Human Apolipoprotein E4 Domain Interaction

Li-Ming Dong, Karl H. Weisgraber
1996 Journal of Biological Chemistry  
Human apolipoprotein (apo) E contains an amino-and a carboxyl-terminal domain, which are connected by a hinge region (approximately residues 165 to 215). The interaction of the two domains has been suggested to be responsible for the apoE4-binding preference for very low density lipoproteins (VLDL). In the absence of this interaction in apoE3, the preference is for high density lipoproteins (HDL). To exclude the possibility that the interaction of apoE with other apolipoproteins on the native
more » ... rticles may contribute to the isoform-specific preferences, VLDL-like emulsion particles were incubated with apoE, and the lipid-bound apoE was separated from free apoE on a Superose 6 column. The apoE4 bound more effectively to these particles than did apoE3, indicating that the apoE4 preference for VLDL is due not to interactions with other apolipoproteins but to an intrinsic property of apoE4, likely related to domain interaction. Previously, arginine 61 was shown to be critical for the isoform preferences, suggesting that it interacted with an acidic residue(s) in the carboxyl terminus. Substitution of arginine 61 with lysine did not alter the preference of apoE4 for VLDL, demonstrating that a positive charge rather than a specific requirement for arginine is critical for domain interaction. To identify the acidic residue(s) in the carboxyl terminus interacting with arginine 61, the six acidic residues (244, 245, 255, 266, 270, and 271) in a region known to be important for both lipoprotein association and isoformspecific preferences were substituted individually with alanine in apoE4. Only substitution of glutamic acid 255 altered the preference of apoE4 from VLDL to HDL, indicating that this was the sole residue in the carboxyl terminus that interacts with arginine 61. The participation of the hinge region in domain interaction was examined with internal deletion mutants. Deletion of the residues 186 -202 or 186 -223, representing major portions of the hinge region, had no effect on the apoE4 preference for VLDL. This suggests that the hinge region may act as a spacer that connects the two domains. Further deletion into the carboxyl-terminal domain (to residue 244) results in a loss of apoE4 VLDL binding. These studies establish that interaction of arginine 61 and glutamic acid 255 mediates apoE4 domain interaction. Apolipoprotein (apo) 1 E (299 amino acids) plays an important role in lipoprotein metabolism through its interaction with the low density lipoprotein (LDL) receptor (1, 2). The three common isoforms of apoE (apoE2, apoE3, and apoE4) are distinguished from each other by their cysteine/arginine content at two polymorphic sites. Apolipoprotein E3 contains cysteine and arginine at positions 112 and 158, respectively, whereas apoE2 contains cysteine and apoE4 contains arginine at both sites (3) . Apolipoprotein E4 is associated with higher plasma cholesterol and LDL concentrations than apoE3 and apoE2 and, as a result, is a risk factor for cardiovascular disease (4 -8). One of the distinct metabolic characteristics of apoE4 is its preferential association with very low density lipoproteins (VLDLs) (9 -11), which may contribute to elevated cholesterol and LDL levels (4, 11). In addition to its role in lipoprotein metabolism, apoE plays an important role in neurobiology (12, 13), the apoE4 allele being a major risk factor for Alzheimer's disease (14 -16). Apolipoprotein E contains two structural domains, which are connected by a hinge region (approximately residues 165 to 215) (17, 18). The amino-terminal domain (residues 1-191, 22-kDa fragment) contains the receptor-binding region (19 -21), and the carboxyl-terminal domain (residues 216 -299, 10-kDa fragment) contains the major lipid-binding determinants (11, (22) (23) (24) . Although the two domains are independently folded, each can influence the properties of the other (11, 25, 26), a concept referred to as domain interaction (2). For example, the substitution of cysteine 112 by arginine in the aminoterminal domain of apoE4 influences the lipid-binding property of the carboxyl-terminal domain and results in the preference of apoE4 for VLDL (11). In the absence of this interaction, as is the case with apoE3, the preference is for high density lipoproteins (HDL). The domain interaction in apoE4 requires the positive charge at position 112 (11). However, this charge does not interact directly with the carboxyl-terminal domain (22) ; rather, it changes the conformation of the arginine 61 side chain compared with that in apoE3 (22). Replacement of the arginine 61 with threonine shifts the lipoprotein preference of apoE4 from VLDL to HDL (22). This result suggests two possibilities: 1) the change in the conformation of the arginine 61 side chain results in an interaction of apoE4 with other apolipoproteins on VLDL particles, accounting for VLDL preference; or 2) arginine 61, as a key mediator of intramolecular domain interaction in apoE4, interacts with one or more acidic residues in the carboxyl terminus, probably by salt bridge formation. To distinguish between these possibilities, VLDL-like emulsion particles were used to examine the relative affinities of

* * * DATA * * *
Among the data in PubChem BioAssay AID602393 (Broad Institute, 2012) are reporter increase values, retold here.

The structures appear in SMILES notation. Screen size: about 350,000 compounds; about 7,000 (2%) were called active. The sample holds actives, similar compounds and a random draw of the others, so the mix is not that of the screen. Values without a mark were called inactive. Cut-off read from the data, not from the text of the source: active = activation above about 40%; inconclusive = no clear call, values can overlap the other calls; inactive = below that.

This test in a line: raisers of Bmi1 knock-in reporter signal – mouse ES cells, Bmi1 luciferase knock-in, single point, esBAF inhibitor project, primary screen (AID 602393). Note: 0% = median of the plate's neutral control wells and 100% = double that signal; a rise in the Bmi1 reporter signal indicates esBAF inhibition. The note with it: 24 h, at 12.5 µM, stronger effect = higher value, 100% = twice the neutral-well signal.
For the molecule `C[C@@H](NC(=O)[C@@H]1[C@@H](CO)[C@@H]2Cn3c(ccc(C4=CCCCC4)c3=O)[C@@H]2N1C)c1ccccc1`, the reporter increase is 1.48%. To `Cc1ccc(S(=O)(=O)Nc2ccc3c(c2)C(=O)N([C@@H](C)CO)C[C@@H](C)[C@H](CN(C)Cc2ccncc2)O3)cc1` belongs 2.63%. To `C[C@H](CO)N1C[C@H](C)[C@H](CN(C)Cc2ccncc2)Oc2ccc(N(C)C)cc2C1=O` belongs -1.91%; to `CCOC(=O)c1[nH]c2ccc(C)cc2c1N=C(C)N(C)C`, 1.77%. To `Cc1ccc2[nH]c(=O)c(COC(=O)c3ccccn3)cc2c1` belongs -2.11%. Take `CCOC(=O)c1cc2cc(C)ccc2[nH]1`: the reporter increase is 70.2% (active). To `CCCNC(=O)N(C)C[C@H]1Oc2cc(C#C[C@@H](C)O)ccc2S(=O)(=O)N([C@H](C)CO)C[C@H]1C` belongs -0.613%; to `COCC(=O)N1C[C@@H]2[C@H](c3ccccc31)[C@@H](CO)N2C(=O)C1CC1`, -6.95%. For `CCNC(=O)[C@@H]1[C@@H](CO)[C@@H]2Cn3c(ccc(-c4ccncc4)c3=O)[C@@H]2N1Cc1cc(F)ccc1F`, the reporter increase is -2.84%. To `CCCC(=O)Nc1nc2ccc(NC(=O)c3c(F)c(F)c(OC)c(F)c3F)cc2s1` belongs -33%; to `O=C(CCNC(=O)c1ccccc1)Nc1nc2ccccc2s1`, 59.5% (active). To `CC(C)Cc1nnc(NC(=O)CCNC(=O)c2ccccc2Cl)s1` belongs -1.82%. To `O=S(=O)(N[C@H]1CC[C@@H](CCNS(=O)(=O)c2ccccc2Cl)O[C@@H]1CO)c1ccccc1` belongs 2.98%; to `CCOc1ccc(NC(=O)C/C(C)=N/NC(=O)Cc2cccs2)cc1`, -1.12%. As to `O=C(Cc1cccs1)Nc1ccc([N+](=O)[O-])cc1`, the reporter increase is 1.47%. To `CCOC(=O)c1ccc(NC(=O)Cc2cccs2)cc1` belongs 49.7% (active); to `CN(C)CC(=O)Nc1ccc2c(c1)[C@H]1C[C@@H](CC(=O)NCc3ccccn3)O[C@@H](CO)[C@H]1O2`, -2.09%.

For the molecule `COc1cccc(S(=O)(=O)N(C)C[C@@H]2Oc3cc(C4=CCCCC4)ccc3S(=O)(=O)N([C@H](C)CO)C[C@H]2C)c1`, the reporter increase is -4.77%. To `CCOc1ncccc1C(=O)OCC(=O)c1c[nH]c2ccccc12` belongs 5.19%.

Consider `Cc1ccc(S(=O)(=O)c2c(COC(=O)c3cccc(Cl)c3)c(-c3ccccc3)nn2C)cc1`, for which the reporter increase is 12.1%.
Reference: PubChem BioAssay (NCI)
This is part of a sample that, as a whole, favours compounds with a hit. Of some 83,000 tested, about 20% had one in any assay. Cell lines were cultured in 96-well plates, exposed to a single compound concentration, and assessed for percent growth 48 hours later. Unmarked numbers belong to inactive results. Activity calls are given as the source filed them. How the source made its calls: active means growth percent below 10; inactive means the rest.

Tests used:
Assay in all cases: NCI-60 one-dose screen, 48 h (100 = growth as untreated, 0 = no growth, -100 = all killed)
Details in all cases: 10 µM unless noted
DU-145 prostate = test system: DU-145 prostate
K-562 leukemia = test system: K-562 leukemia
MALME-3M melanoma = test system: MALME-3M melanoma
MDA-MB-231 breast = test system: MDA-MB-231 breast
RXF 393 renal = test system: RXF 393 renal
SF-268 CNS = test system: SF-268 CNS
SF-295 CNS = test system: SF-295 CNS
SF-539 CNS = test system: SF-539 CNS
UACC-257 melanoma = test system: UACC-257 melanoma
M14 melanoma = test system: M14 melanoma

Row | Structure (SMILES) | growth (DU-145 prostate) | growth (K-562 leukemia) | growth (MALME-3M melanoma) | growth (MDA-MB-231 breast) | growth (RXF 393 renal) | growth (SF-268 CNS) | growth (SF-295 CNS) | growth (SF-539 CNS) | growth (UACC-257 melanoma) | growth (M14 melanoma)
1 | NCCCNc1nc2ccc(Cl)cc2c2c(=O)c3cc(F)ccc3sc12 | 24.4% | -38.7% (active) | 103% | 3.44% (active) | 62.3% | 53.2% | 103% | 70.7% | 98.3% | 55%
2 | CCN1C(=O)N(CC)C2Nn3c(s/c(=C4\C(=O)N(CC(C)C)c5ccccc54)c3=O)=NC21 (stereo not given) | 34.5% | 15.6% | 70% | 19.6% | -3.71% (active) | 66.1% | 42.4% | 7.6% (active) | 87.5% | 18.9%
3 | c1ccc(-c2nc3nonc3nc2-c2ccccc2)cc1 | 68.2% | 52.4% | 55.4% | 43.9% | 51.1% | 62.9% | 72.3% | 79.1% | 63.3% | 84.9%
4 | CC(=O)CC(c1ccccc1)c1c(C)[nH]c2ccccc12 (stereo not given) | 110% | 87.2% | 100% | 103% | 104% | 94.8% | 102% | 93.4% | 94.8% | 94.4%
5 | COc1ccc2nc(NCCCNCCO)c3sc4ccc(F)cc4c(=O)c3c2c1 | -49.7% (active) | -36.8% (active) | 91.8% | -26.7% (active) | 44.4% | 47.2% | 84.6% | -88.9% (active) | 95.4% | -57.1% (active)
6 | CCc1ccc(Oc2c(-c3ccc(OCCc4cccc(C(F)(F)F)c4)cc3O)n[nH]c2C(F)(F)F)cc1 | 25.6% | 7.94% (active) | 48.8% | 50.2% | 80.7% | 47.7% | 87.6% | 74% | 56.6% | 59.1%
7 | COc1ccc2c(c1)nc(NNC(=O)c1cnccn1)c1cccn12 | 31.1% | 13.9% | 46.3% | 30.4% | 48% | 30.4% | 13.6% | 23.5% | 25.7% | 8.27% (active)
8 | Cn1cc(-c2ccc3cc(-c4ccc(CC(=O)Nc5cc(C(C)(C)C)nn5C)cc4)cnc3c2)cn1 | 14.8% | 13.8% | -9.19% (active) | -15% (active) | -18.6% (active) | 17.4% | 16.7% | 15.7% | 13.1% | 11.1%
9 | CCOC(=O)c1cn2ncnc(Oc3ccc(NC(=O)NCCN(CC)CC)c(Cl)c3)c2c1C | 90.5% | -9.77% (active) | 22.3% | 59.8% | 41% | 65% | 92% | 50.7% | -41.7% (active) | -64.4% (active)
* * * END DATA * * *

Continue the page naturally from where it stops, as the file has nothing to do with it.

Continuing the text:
doi:10.1074/jbc.271.32.19053 pmid:8702576 fatcat:nbbfncw2srfjfkgrkwu7gzxla4